The receive operation for the memory node with respect to FIG. 22 is described below. The data comes in on physical link 50 and latch 208 takes the data and appropriately fills the request queue 210. The request queue 210 contains the raw request which then goes to the memory controller 211 for the appropriate action. The design and implementation of the memory controller is specific to memory devices being used and the system memory architecture. Once a load request has been received, the controller 209 checks the linc cache 212 to see if the data is ready to be packetized and sent across the physical link 50. This saves cycles since it is not necessary to assert the appropriate control signals to start the memory access cycle if there is a hit in the linc cache 212. If the request received is a store request, then it is directly sent to the memory controller 211 for appropriate action.
The transmit operation with respect to FIG. 23 is briefly described below. Once a request is received, header pool 213 is indexed to provide the appropriate header for the response packet. The request that was received over physical link 50 and stored in the request queue 210 is dequeued and the response is then taken out of the linc cache 212 or the memory and packetized by attaching the appropriate headers and put into the response queue 214. The response queue has a FIFO operation similar to any of the other queues used in the current implementation and so the response will be sent when it is at the head of the queue.
It is important to realize that FIGS. 22 and 23 describe an Functional Unit specific implementation embodying a memory node. With the addition of a store accumulator and the appropriate controller that replaces the memory controller 211 in FIG. 22, this circuitry can be adapted to Functional Units of any type on any node.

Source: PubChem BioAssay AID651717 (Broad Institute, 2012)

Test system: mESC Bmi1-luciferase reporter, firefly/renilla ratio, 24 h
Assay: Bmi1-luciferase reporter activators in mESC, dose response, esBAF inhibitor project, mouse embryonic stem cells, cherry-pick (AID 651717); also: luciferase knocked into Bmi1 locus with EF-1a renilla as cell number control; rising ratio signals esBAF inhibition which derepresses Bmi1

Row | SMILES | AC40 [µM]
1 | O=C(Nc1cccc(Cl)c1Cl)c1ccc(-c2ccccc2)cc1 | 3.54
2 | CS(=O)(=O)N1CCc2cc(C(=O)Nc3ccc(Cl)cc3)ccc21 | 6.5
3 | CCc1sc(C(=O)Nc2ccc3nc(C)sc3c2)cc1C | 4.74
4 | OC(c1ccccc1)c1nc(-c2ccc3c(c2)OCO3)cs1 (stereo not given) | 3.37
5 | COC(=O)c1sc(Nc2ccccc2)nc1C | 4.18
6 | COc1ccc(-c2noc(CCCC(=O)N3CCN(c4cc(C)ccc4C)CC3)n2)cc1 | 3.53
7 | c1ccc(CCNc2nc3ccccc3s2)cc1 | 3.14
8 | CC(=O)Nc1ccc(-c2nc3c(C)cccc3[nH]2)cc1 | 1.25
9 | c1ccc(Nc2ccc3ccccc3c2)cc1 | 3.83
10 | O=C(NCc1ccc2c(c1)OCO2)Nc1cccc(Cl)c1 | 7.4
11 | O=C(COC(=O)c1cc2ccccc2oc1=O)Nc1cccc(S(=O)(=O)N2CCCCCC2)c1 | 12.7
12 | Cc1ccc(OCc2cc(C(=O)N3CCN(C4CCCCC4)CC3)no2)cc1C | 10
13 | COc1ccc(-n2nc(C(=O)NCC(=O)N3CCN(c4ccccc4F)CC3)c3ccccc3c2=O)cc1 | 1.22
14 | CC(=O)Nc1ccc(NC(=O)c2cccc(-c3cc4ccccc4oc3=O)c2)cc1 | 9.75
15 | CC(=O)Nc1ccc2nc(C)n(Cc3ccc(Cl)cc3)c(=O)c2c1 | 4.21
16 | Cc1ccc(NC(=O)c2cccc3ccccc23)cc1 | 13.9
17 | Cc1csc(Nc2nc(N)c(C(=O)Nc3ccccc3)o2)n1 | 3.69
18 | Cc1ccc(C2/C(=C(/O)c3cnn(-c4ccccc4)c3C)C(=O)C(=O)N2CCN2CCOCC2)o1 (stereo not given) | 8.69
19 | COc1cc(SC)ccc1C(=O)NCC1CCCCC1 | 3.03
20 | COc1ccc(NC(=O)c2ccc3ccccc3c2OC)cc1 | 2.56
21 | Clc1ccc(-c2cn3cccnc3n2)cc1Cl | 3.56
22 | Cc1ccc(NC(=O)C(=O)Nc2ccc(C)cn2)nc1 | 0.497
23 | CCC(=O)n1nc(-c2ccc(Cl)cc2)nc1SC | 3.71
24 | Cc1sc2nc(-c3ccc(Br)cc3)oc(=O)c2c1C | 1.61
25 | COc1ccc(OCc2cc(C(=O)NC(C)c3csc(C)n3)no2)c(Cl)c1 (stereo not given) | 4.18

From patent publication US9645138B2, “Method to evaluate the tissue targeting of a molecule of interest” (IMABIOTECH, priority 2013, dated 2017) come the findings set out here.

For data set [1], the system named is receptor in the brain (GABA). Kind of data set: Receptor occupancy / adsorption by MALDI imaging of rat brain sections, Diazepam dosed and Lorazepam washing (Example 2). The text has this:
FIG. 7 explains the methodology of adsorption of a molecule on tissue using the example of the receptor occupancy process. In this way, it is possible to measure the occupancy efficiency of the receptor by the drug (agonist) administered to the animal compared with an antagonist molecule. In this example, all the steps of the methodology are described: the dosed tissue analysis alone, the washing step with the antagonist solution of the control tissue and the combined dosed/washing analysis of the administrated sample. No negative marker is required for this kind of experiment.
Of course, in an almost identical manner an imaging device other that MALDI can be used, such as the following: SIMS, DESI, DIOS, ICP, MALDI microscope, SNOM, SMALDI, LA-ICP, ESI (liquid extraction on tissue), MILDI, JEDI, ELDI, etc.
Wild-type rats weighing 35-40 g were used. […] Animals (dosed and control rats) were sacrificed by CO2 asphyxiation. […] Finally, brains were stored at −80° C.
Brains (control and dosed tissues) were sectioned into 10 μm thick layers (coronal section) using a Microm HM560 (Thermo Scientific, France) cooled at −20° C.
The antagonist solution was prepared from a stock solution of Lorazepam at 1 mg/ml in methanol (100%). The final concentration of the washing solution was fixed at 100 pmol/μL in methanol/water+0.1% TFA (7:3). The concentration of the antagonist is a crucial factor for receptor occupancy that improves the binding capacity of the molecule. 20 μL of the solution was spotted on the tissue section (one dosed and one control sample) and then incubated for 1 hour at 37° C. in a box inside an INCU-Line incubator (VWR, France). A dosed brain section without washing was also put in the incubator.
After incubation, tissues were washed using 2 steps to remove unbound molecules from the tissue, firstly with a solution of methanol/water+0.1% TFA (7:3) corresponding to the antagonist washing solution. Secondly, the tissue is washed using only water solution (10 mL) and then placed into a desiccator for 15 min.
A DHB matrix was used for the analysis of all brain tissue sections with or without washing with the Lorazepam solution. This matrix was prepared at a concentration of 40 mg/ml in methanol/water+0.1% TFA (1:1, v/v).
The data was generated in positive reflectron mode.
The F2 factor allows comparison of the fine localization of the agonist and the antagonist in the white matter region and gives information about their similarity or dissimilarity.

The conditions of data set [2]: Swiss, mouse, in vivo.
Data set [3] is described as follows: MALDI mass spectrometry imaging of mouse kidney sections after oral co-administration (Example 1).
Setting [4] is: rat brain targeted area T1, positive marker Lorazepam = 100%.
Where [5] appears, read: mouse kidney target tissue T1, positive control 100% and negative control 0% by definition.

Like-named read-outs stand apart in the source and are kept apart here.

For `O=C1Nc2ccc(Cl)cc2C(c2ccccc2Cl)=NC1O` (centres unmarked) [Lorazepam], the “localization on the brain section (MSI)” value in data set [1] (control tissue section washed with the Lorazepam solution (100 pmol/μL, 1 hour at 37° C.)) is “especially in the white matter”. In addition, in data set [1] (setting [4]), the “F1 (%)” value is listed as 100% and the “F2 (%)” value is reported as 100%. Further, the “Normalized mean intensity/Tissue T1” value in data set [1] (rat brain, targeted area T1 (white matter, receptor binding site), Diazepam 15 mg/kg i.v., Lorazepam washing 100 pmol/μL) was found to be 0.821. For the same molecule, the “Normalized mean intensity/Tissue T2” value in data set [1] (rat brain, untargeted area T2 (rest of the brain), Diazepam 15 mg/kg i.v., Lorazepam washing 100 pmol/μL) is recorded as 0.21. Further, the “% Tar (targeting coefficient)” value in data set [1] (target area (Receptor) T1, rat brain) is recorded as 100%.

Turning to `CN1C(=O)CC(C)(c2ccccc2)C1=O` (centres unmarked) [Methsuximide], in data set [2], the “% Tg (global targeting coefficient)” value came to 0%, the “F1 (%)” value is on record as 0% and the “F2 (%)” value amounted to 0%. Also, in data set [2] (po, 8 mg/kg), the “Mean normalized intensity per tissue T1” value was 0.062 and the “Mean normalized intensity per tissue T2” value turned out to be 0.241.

The protocols used for communication between the processor node and the memory node are described in the flow graphs in FIGS. 27, 28, 29 and 30. These protocols are:
1) Processor node Protocols
a) Receive Protocol (FIG. 27)
b) Transmit Protocol (FIG. 28) and
2) Memory node Protocols
a) Receive Protocol (FIG. 29)
b) Transmit Protocol (FIG. 30)
The flow graphs in conjunction with the description described herein describe the functioning of the link between the processor node and the memory node.
FIG. 14 depicts a provision of the link interface on the same silicon as the processor. This results in several important simplifications and improvements. Moving inside the processor silicon allows the link interface access to the Translation Lookaside Buffer (TLB) and the Branch Target Buffer (BTB) which allows the implementation of sophisticated prefetching and caching schemes.
Microprocessors typically do speculative execution based on the load/store instructions in a program. For standard arithmetic logic unit (ALU) operations, it is relatively easy to identify the register operands needed to be accessed during the instruction decode phase itself. However, for memory access operations, significant improvement is possible. In particular, the determination of the memory location that needs to be accessed requires an address calculation. The load/store instructions are issued to a pre-execute engine where address calculation is performed. After address calculation, the virtual address is translated into a physical address, if necessary. This address is then issued to the memory interface of the processor to form the appropriate request.